- Speaking of Brayden Schenn, the young center is going to have his work cut out for him if he wants to head into restricted free agency with any sort of bargaining chips. The former top prospect looked better in game two, recording an assist as well as three hits. But, he disappears for long stretches, and it’s clear that Craig Berube doesn’t trust his line enough to put him out there in their own defensive zone.

The Ugly

- Zac Rinaldo is considered one of the Flyers’ energy players. Well, they didn’t get much use out of him on Sunday. Rinaldo played just 4:27 of ice time, fewest of any player on either team. He was also the Flyers’ only minus player, as he finished the afternoon -1.

- The Rangers’ penchant for embellishment is growing. I know that this series is coined “Broad Street vs. Broadway.” But, is New York trying for a Tony Award nomination with all the acting and diving they’re committing? New York was penalized for two dives, and it could have been much more. This is the NHL, not the Ice Capades. Clean it up, New York.

- Finally, the refereeing continues to be shaky at best. The Rangers once again doubled up the Flyers on power plays in game two. We’ll see whether or not those numbers even out when Philadelphia returns home on Tuesday.

jasonakesonIn order to avoid falling into an 0-2 hole, the Philadelphia Flyers will have to do what they haven’t been able to do since 2011, and what they were unable to accomplish on Thursday; win in Manhattan.

Thursday’s game against the New York Rangers looked like a carbon copy of the Flyers’ previous performances at Madison Square Garden this season. The team came out flat, and was never able to duplicate the pace of the Rangers. The Flyers were ultimately outshot 36-15, and looked baffled when it came to executing the forecheck and getting the puck into the Rangers’ zone for prolonged periods of time.

Despite this, the game was still tied 1-1 in the third before a tough break for Jason Akeson (pictured) and the Flyers put them shorthanded for 4 minutes. The resulting power play saw two goals scored, and the rest was history. Below is a look at the good things the Flyers did, as well as the bad, and the ugly.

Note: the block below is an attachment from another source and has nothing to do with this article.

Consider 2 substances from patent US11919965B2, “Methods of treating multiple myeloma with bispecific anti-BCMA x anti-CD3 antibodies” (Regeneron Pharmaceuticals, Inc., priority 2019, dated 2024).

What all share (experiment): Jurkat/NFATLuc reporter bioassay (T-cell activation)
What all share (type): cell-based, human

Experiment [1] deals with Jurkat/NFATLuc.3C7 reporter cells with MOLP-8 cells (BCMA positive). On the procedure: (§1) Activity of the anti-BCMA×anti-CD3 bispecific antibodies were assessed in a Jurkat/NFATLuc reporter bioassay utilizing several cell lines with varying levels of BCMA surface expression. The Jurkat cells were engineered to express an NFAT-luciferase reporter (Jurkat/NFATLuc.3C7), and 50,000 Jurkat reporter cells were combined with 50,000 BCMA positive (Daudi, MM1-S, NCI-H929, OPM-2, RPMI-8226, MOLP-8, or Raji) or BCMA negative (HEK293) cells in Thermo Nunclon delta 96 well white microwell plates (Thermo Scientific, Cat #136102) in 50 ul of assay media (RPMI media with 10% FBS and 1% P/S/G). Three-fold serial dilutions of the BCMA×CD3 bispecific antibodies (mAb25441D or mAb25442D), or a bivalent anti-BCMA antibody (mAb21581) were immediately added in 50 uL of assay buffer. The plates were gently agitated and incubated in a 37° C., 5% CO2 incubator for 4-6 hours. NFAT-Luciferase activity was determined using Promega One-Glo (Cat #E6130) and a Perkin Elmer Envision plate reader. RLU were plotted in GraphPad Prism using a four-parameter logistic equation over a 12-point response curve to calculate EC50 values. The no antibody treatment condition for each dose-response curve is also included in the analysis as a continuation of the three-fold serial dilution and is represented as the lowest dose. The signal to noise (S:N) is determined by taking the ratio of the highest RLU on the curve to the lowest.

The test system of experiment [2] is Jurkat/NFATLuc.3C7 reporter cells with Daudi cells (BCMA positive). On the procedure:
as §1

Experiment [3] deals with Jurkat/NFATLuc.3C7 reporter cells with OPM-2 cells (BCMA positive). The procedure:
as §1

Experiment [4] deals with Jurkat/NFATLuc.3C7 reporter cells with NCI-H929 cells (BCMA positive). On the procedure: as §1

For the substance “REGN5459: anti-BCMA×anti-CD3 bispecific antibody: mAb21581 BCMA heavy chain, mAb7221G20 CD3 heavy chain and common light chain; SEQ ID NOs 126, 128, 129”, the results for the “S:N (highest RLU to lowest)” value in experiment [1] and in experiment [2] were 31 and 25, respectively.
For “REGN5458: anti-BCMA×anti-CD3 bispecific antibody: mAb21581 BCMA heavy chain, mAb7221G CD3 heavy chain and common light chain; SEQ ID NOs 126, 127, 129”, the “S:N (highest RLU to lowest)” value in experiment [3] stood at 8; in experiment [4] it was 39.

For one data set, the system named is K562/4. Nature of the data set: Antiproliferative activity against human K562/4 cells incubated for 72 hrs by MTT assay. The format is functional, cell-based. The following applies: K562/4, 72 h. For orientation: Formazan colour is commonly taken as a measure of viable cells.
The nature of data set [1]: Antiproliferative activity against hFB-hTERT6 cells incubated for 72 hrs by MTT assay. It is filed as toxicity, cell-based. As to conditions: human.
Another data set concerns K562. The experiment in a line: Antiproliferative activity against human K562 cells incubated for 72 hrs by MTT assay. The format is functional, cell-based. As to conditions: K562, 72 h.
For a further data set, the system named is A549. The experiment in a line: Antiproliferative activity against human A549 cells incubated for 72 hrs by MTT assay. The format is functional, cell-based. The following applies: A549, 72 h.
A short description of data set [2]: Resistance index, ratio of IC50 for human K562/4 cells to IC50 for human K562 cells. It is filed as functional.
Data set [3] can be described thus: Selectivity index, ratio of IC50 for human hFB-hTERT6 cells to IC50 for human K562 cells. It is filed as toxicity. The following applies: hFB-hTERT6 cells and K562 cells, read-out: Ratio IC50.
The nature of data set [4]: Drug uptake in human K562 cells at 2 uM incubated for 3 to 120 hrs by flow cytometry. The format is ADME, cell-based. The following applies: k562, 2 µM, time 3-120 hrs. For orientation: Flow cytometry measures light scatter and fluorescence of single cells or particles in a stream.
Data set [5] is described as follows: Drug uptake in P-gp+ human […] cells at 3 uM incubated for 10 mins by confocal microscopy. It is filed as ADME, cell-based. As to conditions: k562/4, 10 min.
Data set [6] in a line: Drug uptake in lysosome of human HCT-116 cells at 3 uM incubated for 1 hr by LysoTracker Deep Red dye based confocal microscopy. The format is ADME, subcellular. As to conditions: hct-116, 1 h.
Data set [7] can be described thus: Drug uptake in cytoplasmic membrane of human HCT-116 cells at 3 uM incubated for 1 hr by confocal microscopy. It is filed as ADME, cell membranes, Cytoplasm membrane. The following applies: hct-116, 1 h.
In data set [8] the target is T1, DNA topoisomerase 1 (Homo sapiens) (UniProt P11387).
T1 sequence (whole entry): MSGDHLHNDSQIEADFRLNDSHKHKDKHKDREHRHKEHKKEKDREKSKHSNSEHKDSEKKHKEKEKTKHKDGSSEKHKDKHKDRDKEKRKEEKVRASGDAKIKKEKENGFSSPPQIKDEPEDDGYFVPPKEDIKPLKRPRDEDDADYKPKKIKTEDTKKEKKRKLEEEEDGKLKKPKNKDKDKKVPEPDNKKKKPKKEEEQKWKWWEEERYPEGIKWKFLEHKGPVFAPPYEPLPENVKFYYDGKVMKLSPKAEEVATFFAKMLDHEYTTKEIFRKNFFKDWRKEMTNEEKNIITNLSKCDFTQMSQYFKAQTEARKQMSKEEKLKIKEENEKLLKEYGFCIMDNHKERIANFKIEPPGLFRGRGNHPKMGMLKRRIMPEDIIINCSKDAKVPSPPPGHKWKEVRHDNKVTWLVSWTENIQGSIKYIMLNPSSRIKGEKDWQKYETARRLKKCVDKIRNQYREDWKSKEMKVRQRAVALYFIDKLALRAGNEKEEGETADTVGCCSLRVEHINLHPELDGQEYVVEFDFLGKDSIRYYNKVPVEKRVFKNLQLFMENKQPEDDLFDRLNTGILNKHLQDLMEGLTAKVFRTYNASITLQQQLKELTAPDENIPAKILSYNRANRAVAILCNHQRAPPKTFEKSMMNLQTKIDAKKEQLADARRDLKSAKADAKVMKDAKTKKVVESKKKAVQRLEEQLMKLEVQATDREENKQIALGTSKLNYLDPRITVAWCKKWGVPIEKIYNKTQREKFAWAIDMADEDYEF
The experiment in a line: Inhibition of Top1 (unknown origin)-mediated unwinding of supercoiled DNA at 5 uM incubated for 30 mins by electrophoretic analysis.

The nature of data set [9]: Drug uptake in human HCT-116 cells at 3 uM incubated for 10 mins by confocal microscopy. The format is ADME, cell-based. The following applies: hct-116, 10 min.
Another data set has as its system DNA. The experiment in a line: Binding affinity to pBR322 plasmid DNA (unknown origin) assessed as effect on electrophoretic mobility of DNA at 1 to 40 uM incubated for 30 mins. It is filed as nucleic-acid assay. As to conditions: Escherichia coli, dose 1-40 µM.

The Good

- Ray Emery looked on his game. The Flyers’ backup netminder, forced into duty due to Steve Mason’s upper-body injury, was a bit shaky early on. But, he picked it up as the Rangers dominated play. “Razor” made 32 saves on 36 shots, and those that he didn’t stop would not have been saved by anything short of a brick wall. Mason rejoined the team Thursday night. Though, there’s no news on who will start game two.

- Jason Akeson was perhaps the team’s best energy player. Despite his unlucky double-minor penalty in the third period, Akeson truly did have a strong first playoff game. The young forward, who led the Phantoms in points this season, looked solid as part of the team’s third line with Sean Couturier and Michael Raffl. We’ll see if Craig Berube sticks with that young line in game two.

- That third line was by far the Flyers’ best. Raffl and Akeson combined for 6 shots, while Couturier was solid with the exception of New York’s first goal.

- Andrew MacDonald continued to prove that he is a top-four defenseman in the NHL. Fresh off signing a 6 year, $30 million contract earlier this week, the Flyers’ blue liner led the team with 22:15 TOI and recorded their only goal, a snipe from the point in the first period. If Kimmo Timonen is going to be hobbled for the majority of this series, Philadelphia’s success is going to hinge on MacDonald’s ability.

- The team was rather aggressive physically, especially against the Rangers’ defensemen. With Ryan McDonagh still nursing a sore shoulder, that type of physicality will prove crucial later in the series.

- Jakub Voracek, despite a scoreless day, was impressively aggressive. He looked as good as he has all season, and should be a force for the remainder of the series.

The Bad

- Claude Giroux now has zero shots against the Rangers in his last three games in MSG. That’s unacceptable for a player who is considered by most as one of the top-5 in the world. Philadelphia will need more out of him if they’re going anywhere this series.